This is what I’ve been experiencing in each of our Mt Warning AM Rotary meetings, where the process of imagining, dreaming, celebration and play has built togetherness and is attracting new members and delivering practical care for those close and beyond.

Play is a challenge for any organisation, especially for those with a long history of being in a certain way that has been successful, in the past, in so many forms but is facing the test of responding to new generations. Yuval Harari,[4] an Israeli historian, eloquently describes our current social change where younger generations have been moving away from traditional and formal organisations. It includes religion and, finding spirituality and purpose in mind, including the expression of altruism, outside the formal systems. The new systems cannot be defined with the same parameters we have used for generations. The continuously emerging forms are organic, changing, quick or immediate, informal, and difficult to be traced. Change is too fast to be replicated. Traditional organisations tend to seek change and growth within a close system of thought, putting new wine in old skins. Only through Play we can create open systems where change can happen even beyond imagination. Play gives space to not-knowing, to imagine differently, learning with and from others, depending on how we do it, we can flourish or atrophy.[5]

Imagine Rotary cannot be imagining without Play. Play and celebration will allow Rotary to imagine and experience transformation and adaptation through spontaneity and creativity. Moreno, the creator of Psychodrama, said: “We fear spontaneity in the same way that humans fear fire as they cannot control it until they are able to play with it.”

Imagination is fire. We don’t need to fear it; if we imagine through play, that it is imprinted in us, and it’s closer than we think.

But imagination is not enough. We need to reflect and discover what we’re doing, thinking, and feeling to move towards achieving what we Imagine and what stops or derails our plans and moves us away from our goals. These two forces can be discovered through play.

To put theory into action we ‘played’ in two Rotary Clubs using a 3-D Visualisation and Simulation technology called the Play of Life®[6] based on neuroscience. In this case it was a twenty minute exercise that has the highlights of a longer workshop used for strategy and planning.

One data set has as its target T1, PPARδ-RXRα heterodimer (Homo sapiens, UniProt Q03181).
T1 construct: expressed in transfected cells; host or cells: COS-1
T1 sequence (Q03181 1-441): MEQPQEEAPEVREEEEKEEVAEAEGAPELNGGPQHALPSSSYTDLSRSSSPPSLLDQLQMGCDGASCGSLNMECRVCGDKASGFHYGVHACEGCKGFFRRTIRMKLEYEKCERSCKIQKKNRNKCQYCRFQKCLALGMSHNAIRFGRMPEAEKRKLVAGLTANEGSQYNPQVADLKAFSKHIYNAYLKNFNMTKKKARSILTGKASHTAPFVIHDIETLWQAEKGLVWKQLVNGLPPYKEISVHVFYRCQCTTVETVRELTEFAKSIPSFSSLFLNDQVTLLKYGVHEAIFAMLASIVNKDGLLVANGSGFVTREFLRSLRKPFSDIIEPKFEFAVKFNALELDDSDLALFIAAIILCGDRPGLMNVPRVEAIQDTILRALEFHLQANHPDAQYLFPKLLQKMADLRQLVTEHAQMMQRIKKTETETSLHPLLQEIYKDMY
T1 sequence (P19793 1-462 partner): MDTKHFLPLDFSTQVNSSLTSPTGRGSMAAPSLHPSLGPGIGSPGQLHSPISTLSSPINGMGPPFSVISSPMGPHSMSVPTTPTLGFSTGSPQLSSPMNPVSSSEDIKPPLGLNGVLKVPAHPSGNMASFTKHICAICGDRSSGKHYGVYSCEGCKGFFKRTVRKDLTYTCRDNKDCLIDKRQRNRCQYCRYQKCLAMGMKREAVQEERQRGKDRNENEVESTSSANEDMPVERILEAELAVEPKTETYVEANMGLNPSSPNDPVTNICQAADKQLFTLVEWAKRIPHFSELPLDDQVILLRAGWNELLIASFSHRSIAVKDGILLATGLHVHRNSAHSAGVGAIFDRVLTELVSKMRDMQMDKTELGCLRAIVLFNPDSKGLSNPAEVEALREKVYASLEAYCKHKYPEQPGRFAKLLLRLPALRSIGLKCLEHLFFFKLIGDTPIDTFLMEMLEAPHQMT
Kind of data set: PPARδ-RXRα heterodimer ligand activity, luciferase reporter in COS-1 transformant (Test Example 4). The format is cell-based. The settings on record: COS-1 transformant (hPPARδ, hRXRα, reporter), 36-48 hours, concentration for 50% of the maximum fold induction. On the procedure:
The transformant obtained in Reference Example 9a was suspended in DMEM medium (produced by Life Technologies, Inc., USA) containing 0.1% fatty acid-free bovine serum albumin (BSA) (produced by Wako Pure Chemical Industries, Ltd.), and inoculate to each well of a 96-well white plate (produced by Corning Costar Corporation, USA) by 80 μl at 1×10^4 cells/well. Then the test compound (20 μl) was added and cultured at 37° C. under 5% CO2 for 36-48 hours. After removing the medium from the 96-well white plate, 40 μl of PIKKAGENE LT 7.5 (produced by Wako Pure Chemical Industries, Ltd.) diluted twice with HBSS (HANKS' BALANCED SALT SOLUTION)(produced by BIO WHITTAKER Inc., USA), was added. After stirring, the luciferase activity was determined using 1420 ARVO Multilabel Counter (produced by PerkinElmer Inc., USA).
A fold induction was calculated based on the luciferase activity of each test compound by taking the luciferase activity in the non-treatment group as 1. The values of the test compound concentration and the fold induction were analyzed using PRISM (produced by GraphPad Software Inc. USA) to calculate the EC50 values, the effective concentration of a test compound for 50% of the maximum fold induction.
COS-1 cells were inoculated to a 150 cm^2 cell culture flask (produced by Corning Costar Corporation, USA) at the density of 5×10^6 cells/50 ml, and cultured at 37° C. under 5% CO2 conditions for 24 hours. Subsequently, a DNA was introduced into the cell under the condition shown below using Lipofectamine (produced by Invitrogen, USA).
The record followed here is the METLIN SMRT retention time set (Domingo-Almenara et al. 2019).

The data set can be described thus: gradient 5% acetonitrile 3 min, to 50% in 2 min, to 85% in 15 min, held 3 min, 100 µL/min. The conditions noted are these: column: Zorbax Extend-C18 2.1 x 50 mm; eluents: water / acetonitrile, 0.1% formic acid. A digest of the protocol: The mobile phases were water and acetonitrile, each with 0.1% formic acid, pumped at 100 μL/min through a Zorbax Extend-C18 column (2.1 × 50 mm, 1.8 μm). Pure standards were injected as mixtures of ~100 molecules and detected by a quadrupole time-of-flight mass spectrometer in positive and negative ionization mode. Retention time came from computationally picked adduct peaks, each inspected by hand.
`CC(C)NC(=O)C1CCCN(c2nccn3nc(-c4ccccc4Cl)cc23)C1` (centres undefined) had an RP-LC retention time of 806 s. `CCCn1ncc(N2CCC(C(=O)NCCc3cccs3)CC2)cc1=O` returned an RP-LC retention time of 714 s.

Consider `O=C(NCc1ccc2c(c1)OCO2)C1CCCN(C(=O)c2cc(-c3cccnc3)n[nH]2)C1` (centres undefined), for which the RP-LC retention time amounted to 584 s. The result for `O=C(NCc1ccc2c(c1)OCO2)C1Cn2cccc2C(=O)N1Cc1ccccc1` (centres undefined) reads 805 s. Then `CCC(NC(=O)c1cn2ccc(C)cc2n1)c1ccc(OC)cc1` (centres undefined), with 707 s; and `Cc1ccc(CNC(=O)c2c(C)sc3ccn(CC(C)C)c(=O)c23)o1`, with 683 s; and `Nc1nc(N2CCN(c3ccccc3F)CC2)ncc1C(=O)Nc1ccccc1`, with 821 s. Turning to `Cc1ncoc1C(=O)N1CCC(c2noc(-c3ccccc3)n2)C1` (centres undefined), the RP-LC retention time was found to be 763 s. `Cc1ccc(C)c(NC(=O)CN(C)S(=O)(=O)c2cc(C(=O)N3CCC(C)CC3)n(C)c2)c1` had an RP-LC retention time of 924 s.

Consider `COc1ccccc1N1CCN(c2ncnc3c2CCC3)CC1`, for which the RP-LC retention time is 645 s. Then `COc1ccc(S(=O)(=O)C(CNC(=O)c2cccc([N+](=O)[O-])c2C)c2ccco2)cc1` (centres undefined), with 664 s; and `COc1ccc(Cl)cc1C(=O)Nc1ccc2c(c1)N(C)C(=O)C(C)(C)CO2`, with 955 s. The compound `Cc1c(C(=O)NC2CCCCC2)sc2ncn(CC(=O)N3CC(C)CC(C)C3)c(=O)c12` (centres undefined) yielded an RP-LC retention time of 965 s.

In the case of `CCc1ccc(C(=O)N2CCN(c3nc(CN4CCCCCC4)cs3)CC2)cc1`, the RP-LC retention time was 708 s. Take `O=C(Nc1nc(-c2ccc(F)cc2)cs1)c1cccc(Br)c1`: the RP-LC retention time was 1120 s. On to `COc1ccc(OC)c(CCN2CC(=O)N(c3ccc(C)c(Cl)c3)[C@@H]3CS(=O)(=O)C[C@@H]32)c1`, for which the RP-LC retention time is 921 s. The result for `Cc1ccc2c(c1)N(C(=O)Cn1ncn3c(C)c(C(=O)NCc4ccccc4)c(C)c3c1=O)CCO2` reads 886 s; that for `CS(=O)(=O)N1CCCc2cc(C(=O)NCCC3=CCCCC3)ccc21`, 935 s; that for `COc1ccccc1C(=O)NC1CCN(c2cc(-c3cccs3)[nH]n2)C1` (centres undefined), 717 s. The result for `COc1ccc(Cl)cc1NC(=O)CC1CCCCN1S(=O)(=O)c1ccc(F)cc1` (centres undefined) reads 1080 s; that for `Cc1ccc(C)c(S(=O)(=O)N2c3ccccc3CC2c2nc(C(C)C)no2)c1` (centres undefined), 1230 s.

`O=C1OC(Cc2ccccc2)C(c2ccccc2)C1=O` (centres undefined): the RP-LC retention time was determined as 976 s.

The group in the Rotary Club meeting was divided into small groups guided through a process of “Imagining Rotary” in a year’s time. The imagining is done through playing using small figures and props on a template. The groups “create,” using figures and props, an image of how they Visualise-Imagine their Club in a year’s time. The use of figures stimulates nonverbal parts of the brain, allowing images that would be difficult to express verbally to emerge. The process was carried out in fun and interactively. The group reflected on the images created and described the dynamics, values, and achievements seen in the picture they created. But Imaging is not enough, we need to have an insight of what we’re doing or not doing that moves us towards and away from the goal, and act on it.

The ‘insight’ or discovery is again done through play using figures and props. There is a lot of sharing, fun and interactions in the process, and an image is created, that has an impactful meaning for the group. The insights motivate reflection then, in the hands of wise leaders, can become transformational change.

Now, may be more than ever, the time to Imagine Rotary through play. A time to stop adding new wine to old skins, solutions are closer to us that we believe, if we play.[7]

Imagine Rotary is a motivation to action, renovation, and transformation, which can not only assist Rotary to catch-up with time and change but continue being a change mover.

Let’s continue imagining, seeking, caring, and playing.

Dr Carlos A Raimundo

Adjunct Research Fellow at the Australian Centre for Christianity and Culture, CSU University.
Carlos’ research is on enhancing insight and accelerating individual and organisational behavioural change.


[1] Panksepp, J. (2005). Affective consciousness: Core emotional feelings in animals and humans. Consciousness and cognition14(1), 30-80.

[2] Goleman, D. (2011). The brain and emotional intelligence: New insights. Regional Business, 94-95.

[3] Frankl, V. E. (1985). Man’s search for meaning. Simon and Schuster.

[4] https://youtu.be/Wb4FatkdErI

[5] Leslie, I. (2014). Curious: The desire to know and why your future depends on it. Basic Books. Pg 48

[6] Raimundo, C. A. (2002). The Play of Life-a Biological View of Its Impact on Behavioural Change. Australian and Aotearoa New Zealand Psychodrama Association Journal, (11), 48-58.

[7] Raimundo C. New Wine in New Skins https://www.relationship.capital/2015/12/14/new-wine-in-new-skins/